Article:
by Corin Hirsch
Snow was falling in big, fluffy tufts by the time I made my way to Citizen Cider last Friday, intent on finally hitting up their weekly shindig.
Finding this place inside the maze of Fort Ethan Allen isn't a snap, but it seems like half of Chittenden Country does just that every Friday night — at least judging from the parade of raucous photos on the Citizen Cider Facebook page. I'd been meaning to attend for months, but have an allergy to Route 15 during rush hour.
My loss. The traffic wasn't as bad as I imagined, and Citizen Cider's founders — Kris Nelson, Justin Heilenbach and Bryan Holmes — tip off passerby with a roadside placard. Just beyond, the parking lot was already full with cars, and the Hindquarter, Cloud 9 caterers' red 'mobile canteen,' was parked outside and taking orders.
I opened the door and stepped into a room that smelled faintly of yeast and fruit, with pom-poms hanging from the ceiling. The place seemed to have a split personality: On the left, bright lights illuminated tanks filled with fermenting cider; on the other, people jockeyed for space around a long, wooden bar. Music (was it bluegrass?) blasted from somewhere, but was barely audible above the din. It had the feel of a cider-fueled speakeasy.
Heilenbach, Holmes and Nelson began making cider two years ago using a salvaged 1950s apple press and fruit from Middlebury’s Happy Valley Orchards. Their aim was to create a drink that fused the best qualities of Champagne with slightly effervescent Vinho Verde; the result was the inaugural batch of Unified Press, their signature cider, which launched last February.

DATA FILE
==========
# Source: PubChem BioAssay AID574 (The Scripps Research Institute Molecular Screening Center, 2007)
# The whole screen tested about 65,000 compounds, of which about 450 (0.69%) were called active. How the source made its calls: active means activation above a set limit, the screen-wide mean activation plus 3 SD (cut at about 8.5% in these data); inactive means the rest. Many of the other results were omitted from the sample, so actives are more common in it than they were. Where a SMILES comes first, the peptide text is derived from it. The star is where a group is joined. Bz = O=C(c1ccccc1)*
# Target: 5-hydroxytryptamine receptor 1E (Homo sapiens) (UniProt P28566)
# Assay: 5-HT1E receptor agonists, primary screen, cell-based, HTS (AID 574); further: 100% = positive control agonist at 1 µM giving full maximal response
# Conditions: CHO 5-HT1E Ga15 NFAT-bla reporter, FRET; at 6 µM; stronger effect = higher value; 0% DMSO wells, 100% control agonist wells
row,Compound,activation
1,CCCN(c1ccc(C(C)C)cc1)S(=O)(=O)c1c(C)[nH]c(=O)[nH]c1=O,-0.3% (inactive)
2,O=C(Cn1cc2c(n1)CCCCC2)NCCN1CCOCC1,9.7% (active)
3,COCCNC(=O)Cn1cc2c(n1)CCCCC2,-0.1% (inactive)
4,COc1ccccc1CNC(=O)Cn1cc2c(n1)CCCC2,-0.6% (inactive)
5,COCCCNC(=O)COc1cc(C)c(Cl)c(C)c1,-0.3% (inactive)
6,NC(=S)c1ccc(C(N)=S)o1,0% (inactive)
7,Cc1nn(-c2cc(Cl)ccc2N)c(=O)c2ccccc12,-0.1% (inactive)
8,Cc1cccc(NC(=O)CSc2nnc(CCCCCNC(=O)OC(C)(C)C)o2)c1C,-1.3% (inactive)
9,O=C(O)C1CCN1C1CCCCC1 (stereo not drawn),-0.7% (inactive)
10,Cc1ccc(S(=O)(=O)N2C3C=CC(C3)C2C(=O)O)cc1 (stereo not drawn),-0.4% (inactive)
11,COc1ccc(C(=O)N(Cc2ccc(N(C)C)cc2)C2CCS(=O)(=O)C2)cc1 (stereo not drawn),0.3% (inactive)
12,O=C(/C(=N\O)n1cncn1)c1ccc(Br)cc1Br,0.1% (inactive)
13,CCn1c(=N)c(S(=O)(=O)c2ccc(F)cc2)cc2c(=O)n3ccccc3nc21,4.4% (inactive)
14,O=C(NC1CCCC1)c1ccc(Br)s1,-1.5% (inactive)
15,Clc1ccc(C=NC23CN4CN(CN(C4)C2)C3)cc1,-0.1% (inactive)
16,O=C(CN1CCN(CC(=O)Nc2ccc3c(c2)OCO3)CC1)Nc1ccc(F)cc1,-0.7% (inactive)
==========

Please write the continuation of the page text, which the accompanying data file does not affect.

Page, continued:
Unified Press is now on tap all over the state, and its hints of sweetness make it versatile behind the bar; up in Hardwick, Positive Pie bartender Don Horrigan subs it for ginger ale for his take on a whiskey-and-ginger. The Unified Press still flows freely here in the tasting room, but so do a few other gems: the salmon-hued bRosé, which is tinged with blueberry juice (from Charlotte Berry Farm); Esther, an almost-still, floral cider pressed from heirloom apples; the AmeriCran, a slightly tart blend made with cranberries from East Fairfield's Vermont Cranberry Company; and a dry-hopped cider, a beguiling, genre-busting drink that fuses elements of cider and beer. Judging from the crowd — including a few regulars from Vermont Public Radio, who work nearby (Ric Cengeri was inaugurated as Citizen Cider's non-mayor on January 18), it's all happy juice.
The snow was falling so hard that anyone who came through the door was coated in icy sparkles; even though driving home was shaping up to be slippery, no one seemed to care, including me. I snagged a vinegary Muffaletta and some herb-dusted fries from the Hindquarter and washed them down with a glass of fruity bRosé, which is ridiculously versatile with food.
Citizen Cider is growing so steadily that all of its owners have quit their day jobs. In a world where many of us confine our passions to nights and weekends, that's saying a lot. So is the fact that the tasting room is now open five nights a week, Tuesday to Saturday, from mid-afternoon into the evening. Hopefully that won't dilute the Friday night vibe — but just in case, get it while you can.
Citizen Cider, 6D Laurette Dr., Essex. 448-3278. Every Friday night, 3-10 p.m.